Building Resilience Through Education
Associate Professor Pat Gibbons, UCD School of Agriculture and Food Science was in Tanzania working on a project with Irish Aid when the harsh realities of war and poverty crossed the border. Ethnic conflict and genocide in neighbouring Rwanda had led to a major movement of refugees and migrants across Africa. He saw, first-hand, the challenges of providing safety and security to millions of people in need. The international community had to respond. But how?
“Back in the 1960s and 1970s, the United Nations was raising concerns about the level of inequality in a largely post-colonial era. The international community accepted, in principle at least, that well-off countries should be providing support. At around the same time, the idea of ‘charity’ was being questioned. Aid was a way to contain people, keep them quiet and leave them where they are. We needed to go beyond this and look at humanitarian approaches that could lead to real sustainable change, which put the needs of the people affected – rather than the wants of the western world – at its core.”
Gibbons had graduated from UCD with a bachelor’s degree in agricultural science (BAgrSc) before going on to work as an agricultural advisor and then coming back to work in the University. His return journey to academia began when he decided to do some voluntary work overseas and, in 1988, established an agricultural high school in The Gambia. He spent three years there before moving on to work with the Agency for Personal Services Overseas, an organisation that funded his masters in rural development in UCD – the placement that brought him back to Africa.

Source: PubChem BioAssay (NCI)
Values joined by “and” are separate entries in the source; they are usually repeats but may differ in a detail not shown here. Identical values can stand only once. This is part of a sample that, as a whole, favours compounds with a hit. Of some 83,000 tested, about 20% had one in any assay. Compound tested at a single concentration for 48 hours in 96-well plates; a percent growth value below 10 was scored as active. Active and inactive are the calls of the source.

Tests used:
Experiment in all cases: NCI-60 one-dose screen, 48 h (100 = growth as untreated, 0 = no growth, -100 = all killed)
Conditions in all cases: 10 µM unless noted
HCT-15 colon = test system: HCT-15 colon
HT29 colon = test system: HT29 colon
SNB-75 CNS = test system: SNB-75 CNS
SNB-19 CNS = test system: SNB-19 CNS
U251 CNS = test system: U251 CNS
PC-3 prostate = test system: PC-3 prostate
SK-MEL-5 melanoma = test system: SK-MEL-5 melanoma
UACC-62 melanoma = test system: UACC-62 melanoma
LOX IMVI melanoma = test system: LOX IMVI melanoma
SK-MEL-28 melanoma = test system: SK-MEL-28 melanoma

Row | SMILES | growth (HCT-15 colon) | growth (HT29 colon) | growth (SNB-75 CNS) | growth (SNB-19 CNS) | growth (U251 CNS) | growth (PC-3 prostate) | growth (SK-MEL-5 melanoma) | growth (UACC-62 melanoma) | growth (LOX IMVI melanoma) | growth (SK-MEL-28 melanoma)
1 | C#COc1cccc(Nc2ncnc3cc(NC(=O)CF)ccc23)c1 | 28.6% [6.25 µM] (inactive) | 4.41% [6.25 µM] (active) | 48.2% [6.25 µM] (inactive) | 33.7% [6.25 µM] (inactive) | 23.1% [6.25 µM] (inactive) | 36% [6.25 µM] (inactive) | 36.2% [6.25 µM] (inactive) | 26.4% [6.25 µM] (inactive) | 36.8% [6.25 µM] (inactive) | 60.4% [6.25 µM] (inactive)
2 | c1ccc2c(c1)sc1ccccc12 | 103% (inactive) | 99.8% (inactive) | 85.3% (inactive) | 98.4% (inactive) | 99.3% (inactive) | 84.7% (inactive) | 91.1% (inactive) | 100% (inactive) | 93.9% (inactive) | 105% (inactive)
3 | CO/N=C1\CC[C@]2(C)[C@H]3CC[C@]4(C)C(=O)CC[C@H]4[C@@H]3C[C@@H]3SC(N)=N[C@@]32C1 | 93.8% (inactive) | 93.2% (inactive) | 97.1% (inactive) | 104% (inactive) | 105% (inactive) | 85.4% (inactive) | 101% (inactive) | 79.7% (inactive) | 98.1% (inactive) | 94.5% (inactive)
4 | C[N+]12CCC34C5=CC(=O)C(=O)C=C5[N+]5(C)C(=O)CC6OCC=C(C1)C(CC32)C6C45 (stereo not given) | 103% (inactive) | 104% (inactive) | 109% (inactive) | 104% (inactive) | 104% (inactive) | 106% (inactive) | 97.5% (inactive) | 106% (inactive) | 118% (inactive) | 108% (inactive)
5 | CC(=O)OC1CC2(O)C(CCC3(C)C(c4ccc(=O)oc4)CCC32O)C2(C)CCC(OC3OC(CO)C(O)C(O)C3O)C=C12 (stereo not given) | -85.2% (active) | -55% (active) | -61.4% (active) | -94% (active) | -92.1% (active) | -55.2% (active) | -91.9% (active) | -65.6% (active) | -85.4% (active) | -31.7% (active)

We needed to…look at humanitarian approaches that could lead to real sustainable change, which put the needs of the people affected…at its core
Already, he was thinking differently about how developing countries could escape the poverty trap and, shortly afterwards, his mentor, Jim Phelan, UCD professor of rural development, asked him to come back to Ireland and work with him and a network of European universities on development issues. Gibbons travelled back and forth between Ireland and Tanzania doing more research and Professor Phelan asked him to write up his research into a doctoral thesis.
Assoc Prof Pat Gibbons with Building Resilience Through Education participants in Wolaita Sodo University (WSU), Ethiopia (l-r): Shimelis Tamirat, Vice-President for Administrative Affairs, WSU; Dr Berhanu Kuma, BRTE Focal Point, WSU; Assoc Prof Pat Gibbons; Dr Wondimu Wolde, Vice-President for Academic Affairs, WSU; Prof Ciaran Sugrue, UCD School of Education, Board of Management – BRTE; and Bereket K/ Mariam, Expert in Project Office, WSU.